Column: The first woman president, sort of

Column: The first woman president, sort of

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go site Geena Davis sure is good at breaking barriers. She played professional baseball in “A League of Their Own” and is now playing the first female president in “Commander in Chief” on ABC.

http://www.juegosfriv.co.com/?yorkos=%D9%81%D9%88%D8%B1%D9%83%D8%B3-%D8%A7%D9%84%D8%A7%D8%AA%D8%AD%D8%A7%D8%AF-%D8%A7%D9%84%D8%A7%D9%81%D8%B1%D9%8A%D9%82%D9%8A&0d7=3f In the latter, Davis plays Mackenzie Allen, an Independent vice president who assumes the office when the Republican president dies. Mayhem ensues as she refuses to resign, despite pleas from the president from his deathbed. I’ve seen the show a couple times and it’s not too bad, save for her annoying children. Donald Sutherland even puts in a good performance as the scurrilous Nathan Templeton, speaker of the house, the obligatory evil-white-guy-in-a-nice-suit.

ابي اسهم بالبنك Allen takes the torch as the most prominent U.S. president on television. Jeb Bartlett’s term is running out “West Wing” (which needs to be put away Old Yeller style). David Palmer, the first black president, is already out on “24.” So if a black man and a woman can become president on TV, why not in real life? Let’s explore the real-life factors that may delay these historical moments from taking place in the near future.

see We like to pride ourselves on being a diverse, open-minded country, but our list of presidents is whiter than Peyton Manning’s face before he faces the Patriots. Our presidents are male, largely Protestant and always rich. Now, even Germany (Germany!) has a female chancellor. What is taking us so long?

http://parts.powercut.co.uk/?risep=%D9%88%D8%B3%D8%B7%D8%A7%D8%A1-%D8%AB%D9%86%D8%A7%D8%A6%D9%8A%D8%A9-%D8%A7%D9%84%D8%AE%D9%8A%D8%A7%D8%B1-%D9%85%D9%82%D8%B1%D9%87%D8%A7-%D8%A3%D8%B3%D8%AA%D8%B1%D8%A7%D9%84%D9%8A%D8%A7&cf2=2a As Templeton opines in the season opener, a female president would be perceived as too weak to take on terrorists. John Kerry, who fought in Vietnam if you hadn’t heard, was perceived as weak on terrorism, so how would Hillary Clinton do in that department? Secondly, there are but a few good candidates for 2008. Clinton being one. Condoleezza Rice being another. There is a large segment of this country who despise Hillary Clinton for a litany of reasons. I have no feelings either way myself, though her putting on that Yankee hat was a low point. Rice may take a run, but beating senators John McCain or Bill Frist or Dick “The Penguin” Cheney or any other more entrenched Republican for the party’s nomination seems like a long shot at this point.

see url It’s hard to evaluate how the voting public would react to a female candidate because a strong one with a real shot at the White House has not presented itself yet. Democratic presidential candidate Walter Mondale chose Geraldine Ferrara for his ticket and then proceeded to get crushed by the Gipper (Ronald Reagan) in 1984. Ferrara is, to this day, the only female to ever be on a presidential ticket for a major party. She probably did not kill his campaign, though she did not help it much. Mondale could have run with Bullwinkle and done no worse.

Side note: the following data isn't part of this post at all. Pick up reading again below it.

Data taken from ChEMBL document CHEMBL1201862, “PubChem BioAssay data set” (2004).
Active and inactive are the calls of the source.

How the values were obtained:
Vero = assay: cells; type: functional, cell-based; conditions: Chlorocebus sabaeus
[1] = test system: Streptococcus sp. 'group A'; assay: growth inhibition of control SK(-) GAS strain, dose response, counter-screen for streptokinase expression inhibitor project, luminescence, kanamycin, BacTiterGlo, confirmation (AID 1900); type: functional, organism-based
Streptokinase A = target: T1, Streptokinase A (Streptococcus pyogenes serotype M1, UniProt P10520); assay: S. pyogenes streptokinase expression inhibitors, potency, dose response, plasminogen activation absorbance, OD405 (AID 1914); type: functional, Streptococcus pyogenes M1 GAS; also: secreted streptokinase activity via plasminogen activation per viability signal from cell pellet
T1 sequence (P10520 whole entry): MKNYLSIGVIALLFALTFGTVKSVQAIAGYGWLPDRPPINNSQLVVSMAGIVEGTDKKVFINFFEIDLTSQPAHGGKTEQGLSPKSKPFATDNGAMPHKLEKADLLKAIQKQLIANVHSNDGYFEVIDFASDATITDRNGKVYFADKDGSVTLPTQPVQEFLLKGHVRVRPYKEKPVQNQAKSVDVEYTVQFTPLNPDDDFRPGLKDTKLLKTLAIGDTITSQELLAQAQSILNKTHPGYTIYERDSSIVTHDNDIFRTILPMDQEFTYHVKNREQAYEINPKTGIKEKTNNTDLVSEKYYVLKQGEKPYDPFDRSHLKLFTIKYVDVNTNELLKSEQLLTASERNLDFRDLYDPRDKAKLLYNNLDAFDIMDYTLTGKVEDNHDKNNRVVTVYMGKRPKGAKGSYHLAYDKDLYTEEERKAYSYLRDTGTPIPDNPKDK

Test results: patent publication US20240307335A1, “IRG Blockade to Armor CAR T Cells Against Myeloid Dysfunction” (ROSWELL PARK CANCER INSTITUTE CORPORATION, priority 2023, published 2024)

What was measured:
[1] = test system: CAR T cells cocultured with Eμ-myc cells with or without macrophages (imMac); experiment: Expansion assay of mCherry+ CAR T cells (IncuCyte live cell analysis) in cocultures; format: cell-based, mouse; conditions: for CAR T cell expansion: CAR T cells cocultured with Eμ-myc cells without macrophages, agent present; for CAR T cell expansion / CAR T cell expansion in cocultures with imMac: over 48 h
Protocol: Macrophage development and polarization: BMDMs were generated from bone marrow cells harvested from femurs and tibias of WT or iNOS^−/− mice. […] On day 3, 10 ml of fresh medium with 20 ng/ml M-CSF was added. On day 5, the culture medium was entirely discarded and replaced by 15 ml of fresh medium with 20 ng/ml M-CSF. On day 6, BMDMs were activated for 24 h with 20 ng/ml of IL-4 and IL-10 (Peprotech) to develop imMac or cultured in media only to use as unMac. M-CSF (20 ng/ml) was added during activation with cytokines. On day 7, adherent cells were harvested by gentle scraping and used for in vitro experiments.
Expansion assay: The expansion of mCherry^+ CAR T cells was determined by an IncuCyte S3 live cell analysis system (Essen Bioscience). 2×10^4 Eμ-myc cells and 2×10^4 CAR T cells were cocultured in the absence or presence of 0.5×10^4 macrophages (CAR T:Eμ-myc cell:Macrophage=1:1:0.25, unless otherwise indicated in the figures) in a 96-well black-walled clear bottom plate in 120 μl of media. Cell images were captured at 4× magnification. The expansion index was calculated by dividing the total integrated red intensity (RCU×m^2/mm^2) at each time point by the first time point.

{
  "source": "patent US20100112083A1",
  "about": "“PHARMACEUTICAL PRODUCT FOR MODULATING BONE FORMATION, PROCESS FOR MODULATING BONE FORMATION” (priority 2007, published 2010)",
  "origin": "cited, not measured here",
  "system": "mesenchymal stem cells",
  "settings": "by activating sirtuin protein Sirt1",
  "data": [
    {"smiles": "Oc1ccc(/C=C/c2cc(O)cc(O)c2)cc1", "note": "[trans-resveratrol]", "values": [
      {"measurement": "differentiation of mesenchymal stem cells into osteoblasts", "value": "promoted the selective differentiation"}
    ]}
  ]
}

click here A female candidate would have to overcome a huge number of obstacles. A strong, decisive one would be perceived as domineering. A tough, no-nonsense one would be mocked as cold or butch (see Clinton). A kind, loving, “motherly” candidate would probably be admired as a good parental figure, but as leader of the free world?

http://www.ac-brno.org/?pycka=%D8%AA%D8%AD%D9%84%D9%8A%D9%84%D8%A7%D8%AA-%D8%A7%D9%84%D9%81%D9%88%D8%B1%D9%83%D8%B3&020=08 None of this is fair, of course. A woman running for president would be criticized for being cold or manly if she were to be aggressive or she would be criticized for being too nice if she were likeable and warm.

source url Look at the working world. Workers for the most part can respect a gruff, disciplinarian male boss. However, a female boss with the same qualities would be mocked as a male in drag, a lesbian and so on. So a female candidate could be doomed either way.

enter site A black male stands a better chance at breaking the streak of white, Anglo-Saxon presidents in the near future. If Colin Powell ever ran, he would have a great shot because enough people can look past his skin color to see a person they view as principled and tough. Democrats have already anointed Illinois senator Barrack Obama after his brilliant speech at the Democratic National Convention in Boston last year. In 2012, he may very well be the front-runner, though I can see opponents calling him “Barack Osama” by then. The good news is that David Palmer has already paved the way by saving the world from World War III in the second season of “24”. I seriously considered voting for him by a write-in last November.

follow link “Commander in Chief” is starting to raise the issue in the national media as it prepares to cover Clinton’s expected run. It is also paving the way for menstruation jokes, which Jay Leno and every other comedian would make a million times if a woman were ever elected to the Oval Office. Allen makes a crack that she might push the button when it that time of the month comes and I bet more quips like that are coming up in the show’s future. Yeah, men, especially presidents, don’t need periods to get pissed off. Look at Richard Nixon. That guy had everyone from Gregory Peck to Bugs Bunny on his watch list.

click Hopefully, sometime in the near future, we can see what exactly would happen if something like “Commander in Chief” were to happen in real life. Like if Oprah were to run and win, all magazines and newspapers would be required to put her on the front page. On the other hand, she could give us all free cars.

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follow — Stephen Sears can be reached at comments@nu-news.com.